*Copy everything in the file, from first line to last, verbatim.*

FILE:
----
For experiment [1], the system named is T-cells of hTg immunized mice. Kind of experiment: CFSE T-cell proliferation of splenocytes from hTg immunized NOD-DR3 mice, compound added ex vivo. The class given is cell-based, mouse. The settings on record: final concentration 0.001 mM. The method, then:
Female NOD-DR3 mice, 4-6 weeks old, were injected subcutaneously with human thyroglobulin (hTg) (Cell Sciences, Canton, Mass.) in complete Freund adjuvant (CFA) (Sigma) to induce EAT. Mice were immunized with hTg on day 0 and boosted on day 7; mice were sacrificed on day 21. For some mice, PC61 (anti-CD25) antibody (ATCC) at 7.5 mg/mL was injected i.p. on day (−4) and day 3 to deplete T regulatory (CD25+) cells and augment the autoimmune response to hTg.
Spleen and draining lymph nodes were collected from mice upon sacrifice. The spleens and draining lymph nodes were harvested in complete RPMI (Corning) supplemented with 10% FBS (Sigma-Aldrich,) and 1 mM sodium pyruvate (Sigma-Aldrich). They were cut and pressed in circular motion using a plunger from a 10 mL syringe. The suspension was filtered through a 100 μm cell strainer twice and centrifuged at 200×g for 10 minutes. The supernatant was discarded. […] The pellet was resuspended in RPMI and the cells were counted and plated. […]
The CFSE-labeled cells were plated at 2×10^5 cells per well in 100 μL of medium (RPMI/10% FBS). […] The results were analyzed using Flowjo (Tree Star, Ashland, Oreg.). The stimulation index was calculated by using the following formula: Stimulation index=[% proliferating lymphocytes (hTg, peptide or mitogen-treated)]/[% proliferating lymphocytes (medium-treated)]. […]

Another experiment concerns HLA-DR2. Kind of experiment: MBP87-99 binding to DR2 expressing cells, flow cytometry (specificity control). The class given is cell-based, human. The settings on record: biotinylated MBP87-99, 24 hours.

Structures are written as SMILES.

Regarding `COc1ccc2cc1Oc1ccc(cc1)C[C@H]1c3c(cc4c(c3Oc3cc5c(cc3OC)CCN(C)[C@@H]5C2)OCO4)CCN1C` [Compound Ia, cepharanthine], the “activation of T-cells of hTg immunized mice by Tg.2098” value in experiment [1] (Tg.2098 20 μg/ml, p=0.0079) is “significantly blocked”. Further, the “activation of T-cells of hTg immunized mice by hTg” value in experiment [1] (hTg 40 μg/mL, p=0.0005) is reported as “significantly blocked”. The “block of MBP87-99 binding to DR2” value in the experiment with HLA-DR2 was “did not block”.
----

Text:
For experiment [1], the system named is T-cells of hTg immunized mice. Kind of experiment: CFSE T-cell proliferation of splenocytes from hTg immunized NOD-DR3 mice, compound added ex vivo. The class given is cell-based, mouse. The settings on record: final concentration 0.001 mM. The method, then:
Female NOD-DR3 mice, 4-6 weeks old, were injected subcutaneously with human thyroglobulin (hTg) (Cell Sciences, Canton, Mass.) in complete Freund adjuvant (CFA) (Sigma) to induce EAT. Mice were immunized with hTg on day 0 and boosted on day 7; mice were sacrificed on day 21. For some mice, PC61 (anti-CD25) antibody (ATCC) at 7.5 mg/mL was injected i.p. on day (−4) and day 3 to deplete T regulatory (CD25+) cells and augment the autoimmune response to hTg.
Spleen and draining lymph nodes were collected from mice upon sacrifice. The spleens and draining lymph nodes were harvested in complete RPMI (Corning) supplemented with 10% FBS (Sigma-Aldrich,) and 1 mM sodium pyruvate (Sigma-Aldrich). They were cut and pressed in circular motion using a plunger from a 10 mL syringe. The suspension was filtered through a 100 μm cell strainer twice and centrifuged at 200×g for 10 minutes. The supernatant was discarded. […] The pellet was resuspended in RPMI and the cells were counted and plated. […]
The CFSE-labeled cells were plated at 2×10^5 cells per well in 100 μL of medium (RPMI/10% FBS). […] The results were analyzed using Flowjo (Tree Star, Ashland, Oreg.). The stimulation index was calculated by using the following formula: Stimulation index=[% proliferating lymphocytes (hTg, peptide or mitogen-treated)]/[% proliferating lymphocytes (medium-treated)]. […]

Another experiment concerns HLA-DR2. Kind of experiment: MBP87-99 binding to DR2 expressing cells, flow cytometry (specificity control). The class given is cell-based, human. The settings on record: biotinylated MBP87-99, 24 hours.

Structures are written as SMILES.

Regarding `COc1ccc2cc1Oc1ccc(cc1)C[C@H]1c3c(cc4c(c3Oc3cc5c(cc3OC)CCN(C)[C@@H]5C2)OCO4)CCN1C` [Compound Ia, cepharanthine], the “activation of T-cells of hTg immunized mice by Tg.2098” value in experiment [1] (Tg.2098 20 μg/ml, p=0.0079) is “significantly blocked”. Further, the “activation of T-cells of hTg immunized mice by hTg” value in experiment [1] (hTg 40 μg/mL, p=0.0005) is reported as “significantly blocked”. The “block of MBP87-99 binding to DR2” value in the experiment with HLA-DR2 was “did not block”.